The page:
Friday, March 22, 2013

"Does the Mosaic Law have a role in the Christian's daily life?"

Book giveaway...great book....enter here ..
but if you are reading this book a few decades after the contest is over, the question at that post is still relevant:

Does the Mosaic Law have a role in the Christian's daily life?

Comment on that below, or on my Facebook  (I know FB will still be active in 2034, or whenever you read this)...

Rabbi Adam J. Bernay may get the conversation started.
You can guess he will say "yes" (:

In most translations of the
Apostolic Writings, it says Messiah Yeshua said, "Do not think that I came to
abolish the Law or the Prophets; I did not come to abolish but to fulfill."
(Mat 5:17). Dr. David Stern, the man behind the “Jewish New Testament”
and “Complete Jewish Bible” translations exploded this myth. In his
introduction to the CJB, Dr. Stern explains that, in the Greek text – since
that’s what he had to work with – the word normally translated there as
“fulfilled” really means “to fill,” and therefore he says that it should be
translated not to fulfill but rather to fill fully or to complete, as in completing
a manuscript… which is fully in keeping with the ancient Jewish tradition
that the Messiah would explain fully difficult Torah passages and even
change completely our understanding of them!

But let’s say it really means “fulfill.” To argue that fulfilling means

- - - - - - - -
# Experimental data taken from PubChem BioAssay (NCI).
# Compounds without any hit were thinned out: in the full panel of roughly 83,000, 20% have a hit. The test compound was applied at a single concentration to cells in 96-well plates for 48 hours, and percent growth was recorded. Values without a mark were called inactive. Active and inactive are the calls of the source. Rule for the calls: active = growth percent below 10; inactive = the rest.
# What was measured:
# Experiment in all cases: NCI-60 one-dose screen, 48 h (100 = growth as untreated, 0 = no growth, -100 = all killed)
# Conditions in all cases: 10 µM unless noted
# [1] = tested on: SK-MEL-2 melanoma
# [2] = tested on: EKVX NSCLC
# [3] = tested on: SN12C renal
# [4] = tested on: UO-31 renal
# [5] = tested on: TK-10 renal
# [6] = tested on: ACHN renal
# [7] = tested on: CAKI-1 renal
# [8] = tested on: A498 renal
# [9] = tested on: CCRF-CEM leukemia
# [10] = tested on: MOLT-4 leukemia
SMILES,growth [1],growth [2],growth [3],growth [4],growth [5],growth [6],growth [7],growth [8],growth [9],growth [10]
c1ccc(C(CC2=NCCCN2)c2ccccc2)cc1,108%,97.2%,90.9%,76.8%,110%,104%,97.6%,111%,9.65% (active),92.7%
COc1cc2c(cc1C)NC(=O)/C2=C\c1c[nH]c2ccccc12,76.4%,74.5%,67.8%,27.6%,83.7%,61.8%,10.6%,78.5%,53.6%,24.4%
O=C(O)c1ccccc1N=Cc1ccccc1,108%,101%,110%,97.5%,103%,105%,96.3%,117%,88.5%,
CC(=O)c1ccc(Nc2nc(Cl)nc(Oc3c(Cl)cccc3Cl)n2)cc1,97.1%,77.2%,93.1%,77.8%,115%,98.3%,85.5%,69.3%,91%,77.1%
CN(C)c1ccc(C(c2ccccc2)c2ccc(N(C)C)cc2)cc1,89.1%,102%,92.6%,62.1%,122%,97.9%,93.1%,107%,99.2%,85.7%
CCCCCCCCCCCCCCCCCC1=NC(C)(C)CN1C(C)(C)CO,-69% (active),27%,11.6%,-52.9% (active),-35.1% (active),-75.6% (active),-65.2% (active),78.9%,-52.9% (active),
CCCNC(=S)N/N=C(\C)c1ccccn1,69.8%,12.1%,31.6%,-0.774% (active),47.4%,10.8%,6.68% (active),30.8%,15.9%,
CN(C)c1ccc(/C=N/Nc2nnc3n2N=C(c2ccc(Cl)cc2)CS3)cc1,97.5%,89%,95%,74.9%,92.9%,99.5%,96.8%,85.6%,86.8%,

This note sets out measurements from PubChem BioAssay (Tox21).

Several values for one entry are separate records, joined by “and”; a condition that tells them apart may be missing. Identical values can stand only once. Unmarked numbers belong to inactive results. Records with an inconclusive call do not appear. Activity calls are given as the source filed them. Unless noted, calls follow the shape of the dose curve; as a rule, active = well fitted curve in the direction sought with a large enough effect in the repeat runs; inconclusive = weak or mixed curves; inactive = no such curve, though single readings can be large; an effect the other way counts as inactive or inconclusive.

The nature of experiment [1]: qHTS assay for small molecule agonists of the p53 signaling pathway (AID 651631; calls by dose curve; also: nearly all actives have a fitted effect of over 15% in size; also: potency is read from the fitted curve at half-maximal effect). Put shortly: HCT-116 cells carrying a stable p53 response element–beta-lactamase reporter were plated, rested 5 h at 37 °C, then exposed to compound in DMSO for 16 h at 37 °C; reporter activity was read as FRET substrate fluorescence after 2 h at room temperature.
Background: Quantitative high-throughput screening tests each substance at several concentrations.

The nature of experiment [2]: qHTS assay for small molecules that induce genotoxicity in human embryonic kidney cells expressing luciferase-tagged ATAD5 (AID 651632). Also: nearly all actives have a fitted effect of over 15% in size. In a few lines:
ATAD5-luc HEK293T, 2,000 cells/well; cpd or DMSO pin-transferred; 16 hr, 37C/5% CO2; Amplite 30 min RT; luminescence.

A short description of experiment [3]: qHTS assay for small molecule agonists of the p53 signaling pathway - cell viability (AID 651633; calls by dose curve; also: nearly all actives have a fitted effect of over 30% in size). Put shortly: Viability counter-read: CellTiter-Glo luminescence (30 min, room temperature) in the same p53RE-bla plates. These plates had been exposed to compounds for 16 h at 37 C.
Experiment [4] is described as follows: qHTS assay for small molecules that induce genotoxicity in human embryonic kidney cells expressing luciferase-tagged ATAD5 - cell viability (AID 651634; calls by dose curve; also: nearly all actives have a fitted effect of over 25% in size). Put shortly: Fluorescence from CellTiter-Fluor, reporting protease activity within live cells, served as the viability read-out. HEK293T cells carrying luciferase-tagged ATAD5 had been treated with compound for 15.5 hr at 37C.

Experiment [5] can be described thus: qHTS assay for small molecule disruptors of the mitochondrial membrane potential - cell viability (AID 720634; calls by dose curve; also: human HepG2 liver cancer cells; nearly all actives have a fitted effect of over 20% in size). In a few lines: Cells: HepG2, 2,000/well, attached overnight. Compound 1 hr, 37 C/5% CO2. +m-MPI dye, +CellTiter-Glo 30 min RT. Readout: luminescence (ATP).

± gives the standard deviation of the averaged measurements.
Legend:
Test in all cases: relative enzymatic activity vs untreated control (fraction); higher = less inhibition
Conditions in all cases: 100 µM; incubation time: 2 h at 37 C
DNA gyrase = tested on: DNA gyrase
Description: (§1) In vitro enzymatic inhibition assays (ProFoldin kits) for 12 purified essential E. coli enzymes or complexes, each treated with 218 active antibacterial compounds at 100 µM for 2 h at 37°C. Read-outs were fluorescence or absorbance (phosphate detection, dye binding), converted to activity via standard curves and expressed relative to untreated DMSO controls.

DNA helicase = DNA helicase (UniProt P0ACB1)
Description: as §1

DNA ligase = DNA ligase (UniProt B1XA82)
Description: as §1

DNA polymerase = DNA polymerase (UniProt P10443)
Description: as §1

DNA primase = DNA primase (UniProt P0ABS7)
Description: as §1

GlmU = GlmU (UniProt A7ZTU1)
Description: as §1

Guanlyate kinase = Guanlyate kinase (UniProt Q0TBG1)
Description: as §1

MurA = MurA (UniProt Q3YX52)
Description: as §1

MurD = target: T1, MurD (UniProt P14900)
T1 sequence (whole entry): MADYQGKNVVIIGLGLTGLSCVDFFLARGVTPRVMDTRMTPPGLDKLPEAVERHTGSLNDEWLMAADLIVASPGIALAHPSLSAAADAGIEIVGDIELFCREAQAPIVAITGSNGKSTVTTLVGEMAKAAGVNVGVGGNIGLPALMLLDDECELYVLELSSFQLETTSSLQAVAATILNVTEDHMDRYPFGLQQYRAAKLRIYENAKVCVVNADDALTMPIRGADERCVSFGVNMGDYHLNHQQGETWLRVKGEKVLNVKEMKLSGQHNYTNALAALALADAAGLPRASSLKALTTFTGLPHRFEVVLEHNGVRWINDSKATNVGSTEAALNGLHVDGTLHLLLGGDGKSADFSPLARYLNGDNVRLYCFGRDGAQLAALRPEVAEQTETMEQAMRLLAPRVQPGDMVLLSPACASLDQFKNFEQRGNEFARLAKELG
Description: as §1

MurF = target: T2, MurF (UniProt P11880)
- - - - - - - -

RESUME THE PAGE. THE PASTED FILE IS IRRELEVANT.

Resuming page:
cancellation is faulty reasoning. Many seem to have no ability to see
Messiah’s statement for what it plainly says. Our Messiah was clear:
fulfilling has nothing to do with destroying or annulling, and, in truth,
fulfilling is the opposite of annulment. Fulfilling means to complete or make
whole; to bring to the full; to provide what was lacking. Messiah Yeshua
came to make sure the Torah had all the necessary elements in it, especially
the principal thing: His death and resurrection.

In fact, in the language spoken at the time of Yeshua, for someone to say
you’ve “fulfilled” the Torah meant simply that you’ve interpreted it correctly.
; likewise, to “destroy,” “abolish,” or “nullify” the Torah meant that
you’d interpreted it incorrectly
! -Adam J. Bernay, "B.S."  pp, 167-68 , continue reading here

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Hey, thanks for engaging the conversation!